Eaton: Menstrual cycle is the name; shame is the game

Period stigma is more than just cultural.

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Emily Eaton

There are few things worse than needing to change your tampon or pad in the middle of class or work. You do the awkward sliding of the product up your sleeve and head to the bathroom while nervously contemplating whether or not there is visible blood on your pants. It’s even worse when you dig through your backpack or purse and realize that you forgot to stock up. Scanning the room, you decide which woman seems approachable enough to ask for a tampon and steel yourself to do the deed.

Period stigma in the United States ferociously invades every facet of people’s lives. Not only do we feminize a genderless characteristic (don’t worry, transphobes, I didn’t say sex), we blanket everything surrounding periods in an oppressive quilt of shame.

Take the language we use to talk about periods. Most of us will go out of our way to avoid saying “menstrual cycle.” We opt for the more socially acceptable “period,” “time of the month,” “visit from Aunt Flo” and, disturbingly enough, “shark week.” There is shame in calling menstruation by its name.

Moreover, the overt feminization of menstrual cycles impacts the lives of transgender and nonbinary people. Not all women menstruate, and not all menstruators are women. And yet, tampons and pads are often found in the “feminine products” aisle. What exactly is feminine about some cardboard boxes full of cotton?

Stigmatization of periods is costly — and I mean that literally. The aptly named “pink tax” means that on average, products marketed to women cost more than those marketed to men. For example, personal hygiene products that are “for women” cost 13% more than comparable products for men. At least 30 states view pads and tampons as luxury goods. If I become a billionaire, I’m going to buy a mansion! And a plane! Oh, and some tampons.

To make matters worse, paid menstrual leave — or allowing people with chronic pain associated with their menstrual cycles to work from home or take time off without penalty — remains uncommon. I’m pretty sure that wouldn’t be the case if cisgender men experienced PMS.

Free menstrual products in bathrooms is also a deeply controversial topic, especially when it comes to the men’s room. Though pads and tampons are essential items, not to mention the cost barrier low-income individuals may face in acquiring this essential, many people remain opposed to providing them free of charge. In an article for The Texas Orator, Sydney Riordan argues against having menstrual products in men’s bathrooms because “It’s awkward, mostly because it’s a men’s bathroom.” She explains further that we should be considering the feelings of cisgender men and not just the needs of transgender individuals.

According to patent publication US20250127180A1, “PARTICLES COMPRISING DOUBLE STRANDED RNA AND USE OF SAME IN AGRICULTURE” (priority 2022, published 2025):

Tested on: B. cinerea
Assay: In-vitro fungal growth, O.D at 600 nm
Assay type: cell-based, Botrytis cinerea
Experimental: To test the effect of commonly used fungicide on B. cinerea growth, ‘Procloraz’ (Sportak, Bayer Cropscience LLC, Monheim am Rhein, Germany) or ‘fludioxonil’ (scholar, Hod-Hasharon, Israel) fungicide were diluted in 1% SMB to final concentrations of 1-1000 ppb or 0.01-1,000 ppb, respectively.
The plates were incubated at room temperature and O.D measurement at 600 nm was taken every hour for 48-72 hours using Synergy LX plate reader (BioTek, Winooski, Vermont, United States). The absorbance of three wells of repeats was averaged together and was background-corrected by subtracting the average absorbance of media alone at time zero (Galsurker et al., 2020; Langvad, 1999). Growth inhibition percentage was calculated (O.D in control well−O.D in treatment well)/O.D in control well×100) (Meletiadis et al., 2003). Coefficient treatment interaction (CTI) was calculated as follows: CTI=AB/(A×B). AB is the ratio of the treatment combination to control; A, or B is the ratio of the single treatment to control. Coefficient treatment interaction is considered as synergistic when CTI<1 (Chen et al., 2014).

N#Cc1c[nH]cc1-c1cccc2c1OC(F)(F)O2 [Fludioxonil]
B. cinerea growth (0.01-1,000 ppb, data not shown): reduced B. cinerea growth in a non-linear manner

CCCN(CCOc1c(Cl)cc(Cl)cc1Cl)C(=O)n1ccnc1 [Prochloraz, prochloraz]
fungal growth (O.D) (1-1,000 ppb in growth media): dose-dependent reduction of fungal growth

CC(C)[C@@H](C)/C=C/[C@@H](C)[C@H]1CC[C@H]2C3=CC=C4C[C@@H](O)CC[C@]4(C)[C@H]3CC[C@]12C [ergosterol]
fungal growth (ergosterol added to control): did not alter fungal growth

Sydney, if those men don’t want to deal with tampons in their bathrooms, then I don’t want bowls of free condoms on campus. If men really want condoms, they can go figure out where to buy them without disrupting my day-to-day existence. It’s just awkward, mostly because I don’t care about the public health of others.

In reality, public access to free menstrual products isn’t just about making sure you keep your white jeans white. Free pads and tampons in bathrooms mean that homeless people don’t have to risk toxic shock syndrome, that low-income individuals have access to a necessity and that transgender people can live a slightly more comfortable existence.

The menstrual cycle is just another part of life, like losing your baby teeth or shivering when it’s cold out. There’s not much that can be done to control it, just ways to mitigate the consequences. And yet, not only do we make it a shameful experience, we monetarily penalize people who experience menstruation.

We can’t expect cisgender men to advocate for people who menstruate if they don’t actually understand the process or its societal consequences. Legislative change takes time, and we won’t be seeing an end to period poverty or the pink tax anytime soon. But, we can start by changing the way we talk about menstruation.

To my fellow menstruators, drop the euphemisms. Hold your tampon in your hand instead of smuggling it up the inside of your sleeve. Carry an extra pad or two so you can offer it with a smile and get your friends — regardless of gender — to do the same. Get comfortable with who you are, and be confident in what your body is able to do for you. If it makes people uncomfortable, that’s okay. You do not have to placate the misogyny and sexism of others in the name of being agreeable.